Tuesday, March 20, 2012

DIY Adobo Sauce

Tacos al Pastor with Adobo Sauce
Have you ever bought chipotles in a can and wondered, “What is that addictive sauce is the chilies are swimming in?”  The answer: adobo.

Got at thing for tacos al pastor?  Those delicious bits of pork on corn tortillas are the star of Mexico City street food.  What makes these pork tacos a deep shade of crimson and so darned tasty?  That’s right, adobo. 

Adobo is a rich reduction of blackened guajillo chilies, garlic, and spices, including a substantial amount of cinnamon.  As a marinade, the chili puree is mixed with vinegar or citrus juice imparting layer upon layer of flavor to whatever meat it touches. 

With a hankering for tacos eating away at my gut last weekend, I thought rather than try and salvage the sauce from several cans of chipotles, I’d try my hand at homemade adobo.  Adapting from a recipe in Richard Sandoval’s book Modern Mexican Flavors, I was able create a good imitation of the Mexican marinade I’ve loved for years.

This is not a lazy person’s sauce.  The process takes a measure of time, a good deal of attention, and a hefty helping of patience.  But give yourself the space to assemble a large batch of adobo and you will reap the rewards for weeks- the sauce keeps well in an airtight container in the fridge. 

I smothered a 3 pound pork loin in a thick coating of the finished sauce and let it sit for a good 45 minutes before roasting.  After the roast was cooked, I sliced, diced, and reheated the meat in a bit of the reserved sauce before filling my tacos.  Topped with diced onion, cilantro, and a squeeze of lime I was one satisfied taco eater.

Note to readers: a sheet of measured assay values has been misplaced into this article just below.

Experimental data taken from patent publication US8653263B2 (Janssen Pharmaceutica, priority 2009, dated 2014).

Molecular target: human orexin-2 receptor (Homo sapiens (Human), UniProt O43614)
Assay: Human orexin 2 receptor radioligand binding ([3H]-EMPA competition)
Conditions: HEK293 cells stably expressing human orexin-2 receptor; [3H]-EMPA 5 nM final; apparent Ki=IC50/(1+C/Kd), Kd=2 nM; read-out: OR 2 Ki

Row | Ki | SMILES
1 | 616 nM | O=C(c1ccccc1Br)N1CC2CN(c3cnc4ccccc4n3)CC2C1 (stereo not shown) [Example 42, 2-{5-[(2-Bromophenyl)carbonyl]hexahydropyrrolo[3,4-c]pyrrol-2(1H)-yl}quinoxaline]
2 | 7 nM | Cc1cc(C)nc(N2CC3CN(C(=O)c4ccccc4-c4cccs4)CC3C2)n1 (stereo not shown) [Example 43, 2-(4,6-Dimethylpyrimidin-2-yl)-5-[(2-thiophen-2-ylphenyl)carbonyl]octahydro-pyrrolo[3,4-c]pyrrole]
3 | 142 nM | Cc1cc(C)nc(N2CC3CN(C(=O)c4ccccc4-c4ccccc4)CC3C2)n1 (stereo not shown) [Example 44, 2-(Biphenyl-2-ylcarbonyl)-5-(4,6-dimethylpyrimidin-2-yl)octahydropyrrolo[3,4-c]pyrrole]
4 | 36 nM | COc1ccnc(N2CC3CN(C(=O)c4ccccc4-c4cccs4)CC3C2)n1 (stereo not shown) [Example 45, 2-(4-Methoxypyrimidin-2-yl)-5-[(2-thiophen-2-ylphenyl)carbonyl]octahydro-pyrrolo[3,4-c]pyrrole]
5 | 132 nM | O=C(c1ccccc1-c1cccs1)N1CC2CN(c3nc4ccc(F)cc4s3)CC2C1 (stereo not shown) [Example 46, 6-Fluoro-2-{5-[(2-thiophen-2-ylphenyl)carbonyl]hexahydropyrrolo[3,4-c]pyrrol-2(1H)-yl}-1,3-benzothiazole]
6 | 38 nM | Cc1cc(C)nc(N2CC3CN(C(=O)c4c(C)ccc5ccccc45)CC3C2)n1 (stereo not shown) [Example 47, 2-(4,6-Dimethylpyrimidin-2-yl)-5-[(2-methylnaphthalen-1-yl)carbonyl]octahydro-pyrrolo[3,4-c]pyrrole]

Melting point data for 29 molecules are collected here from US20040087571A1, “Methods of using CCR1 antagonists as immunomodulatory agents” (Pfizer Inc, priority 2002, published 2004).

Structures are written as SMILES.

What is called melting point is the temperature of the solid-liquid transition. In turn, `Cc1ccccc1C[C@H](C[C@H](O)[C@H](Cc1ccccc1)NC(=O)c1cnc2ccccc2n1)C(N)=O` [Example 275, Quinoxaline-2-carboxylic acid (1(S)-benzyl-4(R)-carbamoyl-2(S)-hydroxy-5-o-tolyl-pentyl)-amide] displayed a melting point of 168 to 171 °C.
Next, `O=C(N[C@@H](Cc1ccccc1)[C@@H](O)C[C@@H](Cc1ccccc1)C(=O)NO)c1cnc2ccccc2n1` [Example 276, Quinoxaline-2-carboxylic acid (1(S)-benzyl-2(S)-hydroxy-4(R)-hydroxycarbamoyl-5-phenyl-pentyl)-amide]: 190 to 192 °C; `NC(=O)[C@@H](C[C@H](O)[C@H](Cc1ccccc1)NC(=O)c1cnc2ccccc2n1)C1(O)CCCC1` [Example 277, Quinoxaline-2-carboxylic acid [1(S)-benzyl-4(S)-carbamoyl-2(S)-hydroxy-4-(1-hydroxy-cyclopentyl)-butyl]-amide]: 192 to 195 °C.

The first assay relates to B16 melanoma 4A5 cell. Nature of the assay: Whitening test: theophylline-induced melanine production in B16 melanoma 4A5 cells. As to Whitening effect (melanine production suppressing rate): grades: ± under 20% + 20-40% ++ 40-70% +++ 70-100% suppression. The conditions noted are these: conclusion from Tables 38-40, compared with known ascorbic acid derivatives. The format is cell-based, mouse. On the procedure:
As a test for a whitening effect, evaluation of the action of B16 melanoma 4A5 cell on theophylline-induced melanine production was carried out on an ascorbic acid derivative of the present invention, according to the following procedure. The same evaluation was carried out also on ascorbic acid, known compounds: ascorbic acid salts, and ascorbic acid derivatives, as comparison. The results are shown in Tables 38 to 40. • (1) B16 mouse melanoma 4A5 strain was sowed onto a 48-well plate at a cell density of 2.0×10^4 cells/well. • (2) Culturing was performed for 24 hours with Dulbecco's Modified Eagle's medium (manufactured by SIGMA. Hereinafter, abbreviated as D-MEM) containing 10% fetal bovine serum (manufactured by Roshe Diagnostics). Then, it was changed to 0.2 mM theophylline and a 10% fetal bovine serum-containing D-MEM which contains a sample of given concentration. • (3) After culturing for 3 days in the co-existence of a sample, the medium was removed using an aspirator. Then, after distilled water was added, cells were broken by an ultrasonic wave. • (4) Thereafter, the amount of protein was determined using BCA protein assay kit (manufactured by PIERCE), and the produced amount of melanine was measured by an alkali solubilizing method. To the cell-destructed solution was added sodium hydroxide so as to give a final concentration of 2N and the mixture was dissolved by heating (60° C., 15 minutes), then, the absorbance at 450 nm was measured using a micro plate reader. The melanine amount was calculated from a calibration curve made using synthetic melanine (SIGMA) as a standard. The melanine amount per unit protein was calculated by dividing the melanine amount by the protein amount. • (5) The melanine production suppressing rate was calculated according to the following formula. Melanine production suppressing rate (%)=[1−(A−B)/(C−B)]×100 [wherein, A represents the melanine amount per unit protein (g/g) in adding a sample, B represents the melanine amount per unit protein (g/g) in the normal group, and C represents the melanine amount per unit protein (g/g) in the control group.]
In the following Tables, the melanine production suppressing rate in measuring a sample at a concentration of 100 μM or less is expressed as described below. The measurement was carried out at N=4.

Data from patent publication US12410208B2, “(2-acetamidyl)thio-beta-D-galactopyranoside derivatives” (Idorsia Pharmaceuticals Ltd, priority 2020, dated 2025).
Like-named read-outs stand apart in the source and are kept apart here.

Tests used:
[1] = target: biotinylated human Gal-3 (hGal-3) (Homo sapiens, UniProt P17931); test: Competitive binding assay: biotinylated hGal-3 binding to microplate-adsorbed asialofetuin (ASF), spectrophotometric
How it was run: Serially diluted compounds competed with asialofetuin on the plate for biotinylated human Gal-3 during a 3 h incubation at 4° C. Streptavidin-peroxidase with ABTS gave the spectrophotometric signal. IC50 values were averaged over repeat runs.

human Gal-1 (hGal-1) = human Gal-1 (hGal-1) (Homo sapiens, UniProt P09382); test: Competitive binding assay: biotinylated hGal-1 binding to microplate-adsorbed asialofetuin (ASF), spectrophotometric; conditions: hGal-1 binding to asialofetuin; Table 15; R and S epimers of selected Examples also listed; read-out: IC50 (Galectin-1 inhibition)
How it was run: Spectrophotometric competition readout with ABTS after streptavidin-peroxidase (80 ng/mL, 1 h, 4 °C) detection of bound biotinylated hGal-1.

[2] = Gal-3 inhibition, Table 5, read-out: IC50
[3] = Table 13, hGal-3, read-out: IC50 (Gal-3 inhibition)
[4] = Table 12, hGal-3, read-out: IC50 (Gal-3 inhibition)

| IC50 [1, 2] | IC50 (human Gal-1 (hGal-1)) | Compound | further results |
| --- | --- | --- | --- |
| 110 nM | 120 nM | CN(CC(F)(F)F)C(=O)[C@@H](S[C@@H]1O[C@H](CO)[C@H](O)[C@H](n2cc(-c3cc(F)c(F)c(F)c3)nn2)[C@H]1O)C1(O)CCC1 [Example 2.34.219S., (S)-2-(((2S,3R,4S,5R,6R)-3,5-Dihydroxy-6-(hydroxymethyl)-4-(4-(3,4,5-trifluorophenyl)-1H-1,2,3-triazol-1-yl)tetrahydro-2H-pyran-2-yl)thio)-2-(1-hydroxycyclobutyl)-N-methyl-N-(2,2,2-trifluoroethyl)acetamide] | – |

Having mastered the basic pork in adobo taco, I might next try the sauce as a marinade for grilled chicken or stir a tablespoon in with ground turkey for a kicked up burger.  With this recipe for adobo under my belt I guess I can quit scraping the cans of chipotles just to get at the sauce. 

Basic Adobo Sauce
Time: 30 minutes
Yield: 2 cups

3 T. vegetable oil
½ medium white onion
2 garlic cloves
1 tsp. black peppercorns
6 large cinnamon sticks
½ tsp. cumin seeds
4 cloves
10 dried guajillo chilies
4 cups water
½ cup orange juice
¼ cup red wine vinegar
1 T. honey
½ tsp. Kosher salt

Heat vegetable oil in a large sauté pan over medium high heat.  Roughly chop the onion and peel the garlic.  Break the cinnamon sticks in half.  Add onion, garlic, peppercorns, cinnamon, cumin seeds and cloves to the hot pan.  Cook for about 5 minutes, tossing the ingredients until the onion and garlic blister slightly but don’t burn.  Meanwhile, remove the stems, seeds and membranes from the chilies.  Cut each into chili in 2-3 pieces.  Add chilies to the pan and cook for a few minutes more until the chilies are toasted.  Add the water and simmer until the liquid is reduced by half.  Add a bit of the chili mixture at a time to a blender.  Pulse with each addition until mixture is smooth, scraping down the sides of the blender frequently.  If it is too thick, add a bit more water but not too much, mixture should be quite thick.  Transfer the blended chilies to a medium mesh strainer.  Use a spoon or spatula to push the mixture through the strainer.  Scrape the smooth puree off the bottom of the strainer into a medium bowl.  To the chili puree whisk in orange juice, vinegar, honey and salt.  This can be stored for several weeks in an airtight container in the refrigerator. 

Amy Powell is a food and travel writer based in New York City. She is a graduate of Cornell University's School of Hotel Administration and the French Culinary Institute. Follow her on Twitter @amymariepowell

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